# Kinetic molecular theory

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The kinetic molecular theory models the behaviour of gas on a microscopic scale. The theory is based on the following 5 postulates:

1. A gas is made up of a vast number of particles, and these particles are in constant random motion.
2. Particles in a gas are infinitely small; they occupy no volume.
3. Particles in a gas move in straight lines except when they collide with other molecules or with the walls of the container. Collisions with each other and with the walls of the container are elastic, so that the kinetic energy of the particles is conserved.
4. Particles in a gas interact with each other only when collisions occur.
5. The average kinetic energy of the particles in a gas is proportional to the absolute temperature of the gas and does not depend on the identity of the gas.

From these assumptions, the distribution of speed of a molecule can derived. This distribution is call the Maxwell-Boltzmann distribution and is given by the following equation.

$\frac{N(v)}{N_{total}} = \left(\frac{2}{\Pi}\right)^\frac{1}{2}\left(\frac{M}{2RT}\right)^\frac{3}{2}v^2e^{-\frac{Mv^2}{2RT}}$

Where N(v)/Ntotal is the fraction of molecules with speed v,

M is the molar mass of the gas,
R is the ideal gas constant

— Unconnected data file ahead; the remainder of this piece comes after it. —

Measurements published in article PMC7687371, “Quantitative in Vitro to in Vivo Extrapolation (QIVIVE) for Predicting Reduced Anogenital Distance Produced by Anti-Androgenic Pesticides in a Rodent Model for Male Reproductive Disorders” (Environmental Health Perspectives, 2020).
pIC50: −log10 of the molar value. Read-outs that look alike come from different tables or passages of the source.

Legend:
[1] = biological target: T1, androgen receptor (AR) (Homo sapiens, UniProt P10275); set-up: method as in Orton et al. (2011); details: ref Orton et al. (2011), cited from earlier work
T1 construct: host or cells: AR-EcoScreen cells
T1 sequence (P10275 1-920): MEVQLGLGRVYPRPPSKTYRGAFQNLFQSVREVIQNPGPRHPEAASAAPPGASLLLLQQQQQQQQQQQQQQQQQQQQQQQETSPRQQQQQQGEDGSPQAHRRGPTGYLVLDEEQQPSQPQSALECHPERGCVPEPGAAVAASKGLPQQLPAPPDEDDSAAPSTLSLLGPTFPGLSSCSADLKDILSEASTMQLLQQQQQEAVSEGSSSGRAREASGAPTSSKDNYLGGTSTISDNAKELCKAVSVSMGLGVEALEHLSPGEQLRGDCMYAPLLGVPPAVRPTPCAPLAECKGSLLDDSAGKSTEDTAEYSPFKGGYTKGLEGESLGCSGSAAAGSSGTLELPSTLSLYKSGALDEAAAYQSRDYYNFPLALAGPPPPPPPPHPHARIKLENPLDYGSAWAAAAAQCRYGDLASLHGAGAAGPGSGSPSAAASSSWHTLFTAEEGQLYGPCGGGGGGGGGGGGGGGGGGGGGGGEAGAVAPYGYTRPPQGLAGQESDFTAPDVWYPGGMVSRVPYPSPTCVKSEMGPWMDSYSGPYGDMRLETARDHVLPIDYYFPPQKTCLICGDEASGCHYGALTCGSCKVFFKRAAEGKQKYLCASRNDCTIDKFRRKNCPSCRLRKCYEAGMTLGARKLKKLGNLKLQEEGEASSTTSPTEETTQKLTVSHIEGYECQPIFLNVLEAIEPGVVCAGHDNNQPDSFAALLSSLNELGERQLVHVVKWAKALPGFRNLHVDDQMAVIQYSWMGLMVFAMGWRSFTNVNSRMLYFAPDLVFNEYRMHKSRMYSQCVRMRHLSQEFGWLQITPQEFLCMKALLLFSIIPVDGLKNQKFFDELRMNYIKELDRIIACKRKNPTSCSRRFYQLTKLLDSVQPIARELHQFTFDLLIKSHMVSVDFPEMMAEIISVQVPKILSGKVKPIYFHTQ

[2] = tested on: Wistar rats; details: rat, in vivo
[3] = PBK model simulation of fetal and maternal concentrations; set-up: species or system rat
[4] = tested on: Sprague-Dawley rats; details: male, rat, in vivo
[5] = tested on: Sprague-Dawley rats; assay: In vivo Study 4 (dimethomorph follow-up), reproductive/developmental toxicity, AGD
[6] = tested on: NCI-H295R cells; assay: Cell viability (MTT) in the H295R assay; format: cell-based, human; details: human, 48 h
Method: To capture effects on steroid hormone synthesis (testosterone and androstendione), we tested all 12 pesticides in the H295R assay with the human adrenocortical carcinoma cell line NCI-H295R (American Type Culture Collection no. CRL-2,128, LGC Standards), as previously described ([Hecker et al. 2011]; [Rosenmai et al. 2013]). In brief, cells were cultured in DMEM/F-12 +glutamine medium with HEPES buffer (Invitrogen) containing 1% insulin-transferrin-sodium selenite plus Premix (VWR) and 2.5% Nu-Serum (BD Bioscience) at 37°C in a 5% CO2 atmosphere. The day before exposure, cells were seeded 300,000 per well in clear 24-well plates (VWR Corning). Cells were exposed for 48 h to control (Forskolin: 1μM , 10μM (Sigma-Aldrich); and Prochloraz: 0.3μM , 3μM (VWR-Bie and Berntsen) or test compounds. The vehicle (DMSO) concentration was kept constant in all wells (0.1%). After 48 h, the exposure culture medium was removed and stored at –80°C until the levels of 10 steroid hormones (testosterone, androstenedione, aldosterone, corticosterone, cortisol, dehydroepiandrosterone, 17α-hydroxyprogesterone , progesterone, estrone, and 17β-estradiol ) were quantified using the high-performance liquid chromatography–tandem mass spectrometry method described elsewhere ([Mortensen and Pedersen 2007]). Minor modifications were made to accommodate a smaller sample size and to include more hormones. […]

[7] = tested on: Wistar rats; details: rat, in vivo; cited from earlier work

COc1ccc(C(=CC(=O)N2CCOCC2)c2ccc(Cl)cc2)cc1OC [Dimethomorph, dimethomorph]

T is the temperature in K

Using this equation the effect of temperature on the speed on the molecules can be examined. The following graph shows how the speed distribution changes with temperature for a molecule, in this case the O2 molecule.

As the temperature increases, the fraction of the molecules moving at higher speed increases. Faster moving molecules collide more often and with greater force.

The following graph shows how the speed distribution changes with molar mass at a fixed temperature (300 K). Distributions of molecular speeds for He Ne and Ar atoms at the same temperature (300 K) are shown below.

If we hold the temperature at 300 K, the speed distribution for various gases will depend on the molar mass of the gas. As the molar mass decreases, the fraction of the molecules moving at higher speed increases. Therefore, lighter molecules travel faster than heavier molecules.

The Maxwell-Boltzmann distribution can also be expressed in terms of the translational energy of the molecule. When expressed in terms of energy the distribution goes as the following equation.

$\frac{N(v)}{N_{total}} = 2\left(\frac{E}{\Pi}\right)^\frac{1}{2}\left(\frac{1}{RT}\right)^\frac{3}{2}e^{-\frac{E}{RT}}$

Where N(E)/Ntotal is the fraction of molecules with speed E,

R is the ideal gas constant
T is the temperature in K

Using this equation the effect of temperature on the energy distribution of molecules can be examined. The following graph shows how the energy distribution changes with temperature for a molecule, in this case the O2 molecule.

Note that the energy distribution does not depend on the mass of the particle. The distribution only depends on the sample’s temperature. The following graphs shows that at 300 K, He Ne and Ar atoms have identical energy distributions.

The Kinetic-molecular theory says that:

1. Molecules interact with one another only through collisions (Postulate 4). The greater the number of collisions occurring per second, the greater the reaction rate.
2. Increase of collisions can be achieved by increasing the temperature, which results in increasing molecular speeds (Postulate 5). This can be also be achieved by increasing the concentration of the reactant molecules